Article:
Many bike manufacturers stick to narrow road style tires for their kid bike builds (cheaper, lighter and sometimes more appropriate for the style of riding kids do), but I appreciated Commencal staying true to the design and “culture” of the bike.  Another nice feature found on the Ramones that is not common on 14ers is a quick release skewer for the front wheel. The rear is still a traditional nut (which is understandable if using training wheels).

Hand brakes versus coaster brake

Bear with me while I lay a little foundation before getting into the Ramones’s brake setup.  Most of us learned how to ride a bike that had a coaster brake (you engage the rear brake by pedaling backwards) so what is with all the talk about how great handbrakes are king?  

A great deal has changed over the last decade or two. Our two boys went straight from their STRIDER to the Ramones and with about 5 minutes worth of coaxing and instruction, they were pedaling around the block without putting their feet down.  Best of all, they were 3 and ½ years old.

Other kids in the neighborhood were furiously trying to learn how to ride and the parents were scratching their heads wondering why their kid was having such a hard time. It was simple. Their kid would pedal once, twice, and then when they would start to lose their balance, they would stop pedaling and try to right themselves.  

And there’s the rub. The minute they stop pedaling, they try to flatten both of their feet to remain upright, but the instant one of the pedals moves backwards, it engages the brake and with no forward motion, down goes Frasier (insert your kid’s name if it helps). A couple more attempts yields skinned knees, torn up knuckles, and a very upset and frustrated child. Hand brakes remove this hurdle.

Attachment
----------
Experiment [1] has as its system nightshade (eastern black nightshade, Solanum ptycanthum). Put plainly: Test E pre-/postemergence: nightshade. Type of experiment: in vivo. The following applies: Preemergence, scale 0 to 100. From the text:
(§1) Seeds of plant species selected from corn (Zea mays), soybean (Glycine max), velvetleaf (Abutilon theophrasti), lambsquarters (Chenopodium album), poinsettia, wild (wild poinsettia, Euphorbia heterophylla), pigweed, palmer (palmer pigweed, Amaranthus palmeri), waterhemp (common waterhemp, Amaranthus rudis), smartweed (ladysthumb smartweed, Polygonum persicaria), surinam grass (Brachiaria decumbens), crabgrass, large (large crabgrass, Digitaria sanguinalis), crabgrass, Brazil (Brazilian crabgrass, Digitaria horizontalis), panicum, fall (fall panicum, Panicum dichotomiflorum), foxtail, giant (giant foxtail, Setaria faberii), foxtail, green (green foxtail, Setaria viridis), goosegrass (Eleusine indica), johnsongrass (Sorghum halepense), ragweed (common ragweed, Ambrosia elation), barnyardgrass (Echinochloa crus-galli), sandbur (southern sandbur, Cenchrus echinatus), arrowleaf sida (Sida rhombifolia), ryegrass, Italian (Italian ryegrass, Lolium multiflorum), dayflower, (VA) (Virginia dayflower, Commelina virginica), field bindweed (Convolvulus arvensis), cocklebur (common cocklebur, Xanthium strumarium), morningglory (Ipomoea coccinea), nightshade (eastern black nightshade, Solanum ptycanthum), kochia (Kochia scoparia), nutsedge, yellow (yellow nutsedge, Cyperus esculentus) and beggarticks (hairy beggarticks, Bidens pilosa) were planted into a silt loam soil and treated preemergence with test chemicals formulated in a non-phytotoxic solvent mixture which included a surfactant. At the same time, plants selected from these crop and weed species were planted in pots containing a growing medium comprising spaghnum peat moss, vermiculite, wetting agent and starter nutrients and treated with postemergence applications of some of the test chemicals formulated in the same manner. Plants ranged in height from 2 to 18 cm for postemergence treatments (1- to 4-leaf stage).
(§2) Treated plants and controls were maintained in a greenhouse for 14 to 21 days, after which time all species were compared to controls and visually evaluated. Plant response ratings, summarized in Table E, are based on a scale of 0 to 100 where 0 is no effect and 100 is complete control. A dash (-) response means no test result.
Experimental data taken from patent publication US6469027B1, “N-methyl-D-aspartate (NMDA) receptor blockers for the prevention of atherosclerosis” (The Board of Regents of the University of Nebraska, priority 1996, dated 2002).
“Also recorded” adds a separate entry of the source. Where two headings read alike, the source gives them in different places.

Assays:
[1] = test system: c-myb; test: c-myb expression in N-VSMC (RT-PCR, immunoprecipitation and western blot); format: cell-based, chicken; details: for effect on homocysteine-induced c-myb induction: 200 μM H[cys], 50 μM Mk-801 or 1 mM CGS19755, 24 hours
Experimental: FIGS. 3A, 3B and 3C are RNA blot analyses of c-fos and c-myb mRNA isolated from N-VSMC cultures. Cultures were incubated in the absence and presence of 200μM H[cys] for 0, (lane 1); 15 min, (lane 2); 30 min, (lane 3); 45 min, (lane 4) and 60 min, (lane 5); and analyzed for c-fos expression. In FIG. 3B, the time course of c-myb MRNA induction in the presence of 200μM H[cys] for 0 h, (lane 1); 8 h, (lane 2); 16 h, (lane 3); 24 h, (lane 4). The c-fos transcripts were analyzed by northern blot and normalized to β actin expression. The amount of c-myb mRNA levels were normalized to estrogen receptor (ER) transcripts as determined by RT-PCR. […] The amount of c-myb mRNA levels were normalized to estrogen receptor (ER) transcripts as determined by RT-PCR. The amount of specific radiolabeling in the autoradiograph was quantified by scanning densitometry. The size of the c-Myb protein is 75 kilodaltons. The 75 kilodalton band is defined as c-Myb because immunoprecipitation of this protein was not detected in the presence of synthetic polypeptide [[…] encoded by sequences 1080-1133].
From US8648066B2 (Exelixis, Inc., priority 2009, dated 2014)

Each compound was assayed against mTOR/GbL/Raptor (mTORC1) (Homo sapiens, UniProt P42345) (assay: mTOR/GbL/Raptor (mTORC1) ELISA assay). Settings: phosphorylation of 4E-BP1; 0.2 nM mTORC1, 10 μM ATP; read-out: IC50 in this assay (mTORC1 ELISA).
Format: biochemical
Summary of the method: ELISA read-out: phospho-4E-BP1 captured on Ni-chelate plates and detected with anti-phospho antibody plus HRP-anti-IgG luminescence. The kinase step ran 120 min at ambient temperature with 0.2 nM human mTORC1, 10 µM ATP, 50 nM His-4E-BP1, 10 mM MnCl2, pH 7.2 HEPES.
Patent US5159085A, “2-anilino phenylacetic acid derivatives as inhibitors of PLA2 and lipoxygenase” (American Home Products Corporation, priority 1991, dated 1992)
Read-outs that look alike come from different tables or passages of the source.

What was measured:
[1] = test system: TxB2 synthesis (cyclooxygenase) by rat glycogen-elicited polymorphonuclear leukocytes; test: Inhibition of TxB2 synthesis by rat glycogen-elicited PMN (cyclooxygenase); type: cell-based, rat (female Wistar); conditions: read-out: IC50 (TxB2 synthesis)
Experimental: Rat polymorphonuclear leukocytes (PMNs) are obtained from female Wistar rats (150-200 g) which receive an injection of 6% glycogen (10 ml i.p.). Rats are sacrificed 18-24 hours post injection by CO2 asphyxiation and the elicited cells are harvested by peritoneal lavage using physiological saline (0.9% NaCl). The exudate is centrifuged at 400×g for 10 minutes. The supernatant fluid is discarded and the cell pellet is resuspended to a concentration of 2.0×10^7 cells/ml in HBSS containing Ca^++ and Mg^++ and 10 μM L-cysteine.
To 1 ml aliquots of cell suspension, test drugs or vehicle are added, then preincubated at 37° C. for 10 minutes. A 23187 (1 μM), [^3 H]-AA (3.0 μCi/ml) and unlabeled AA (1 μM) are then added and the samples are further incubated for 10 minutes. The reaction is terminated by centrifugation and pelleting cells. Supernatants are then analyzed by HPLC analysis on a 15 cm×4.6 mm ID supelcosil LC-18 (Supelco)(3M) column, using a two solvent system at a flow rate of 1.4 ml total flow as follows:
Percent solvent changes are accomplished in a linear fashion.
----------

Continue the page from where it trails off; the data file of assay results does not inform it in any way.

Commencal has spec’d their Ramones 14 with Tektro v-brakes which check two of my favorite boxes:  easy to use and easy to adjust. With the intended driver of this bike being in the 3 to 5-year-old range, Commencal was smart to choose brakes that work well for any sized paws.  

With a simple turn or two of an Allen key, you can bring the brake levers closer to the handlebar grips or push them out as hands grow over time. It may not seem like a big deal to mom and dad, but it’s a huge deal to a kid riding a bike who eventually wants to stop.  

From the levers, cables, calipers, all the way to braking performance, these brakes receive an A+.

And for the aggressive rider of your bunch, please pass on to them that they too will be able to leave those awesome skid marks on the driveway just like their older sibling.  The brake setup is clean and everything blends in nicely with the black grips and handlebars. Yes, looks matter, even to a 3-year-old.


According to Commencal’s website (, they built this bike for a child somewhere in the range of 37 to 43 inches.  The minimum seat height is 17.9” but that is just a number, not a tell-all of whether the bike is the right fit for your kid.  

Regardless of their height, neither one of our boys ever seemed to have trouble with reaching the handlebars, throwing a leg over the seat, and/or reaching the ground when stopped.  We found that within a couple of rides, we were raising the seat to allow their legs to have proper pedal extension instead of worrying about whether they could touch the ground while seated on the bike.  Our son in the picture wears 4T pants.

Commencal Ramones Sizing

We did add a couple of minor “sizing” upgrades.  First, we installed a quick release clamp for the seatpost (as shown in some of the pictures) since this bike gets ridden by almost every kid in the neighborhood.  Simple and inexpensive fix, but one that saves a bunch of time when needing to adjust on the fly. The second item was a fork extender (also shown in a few of the pictures).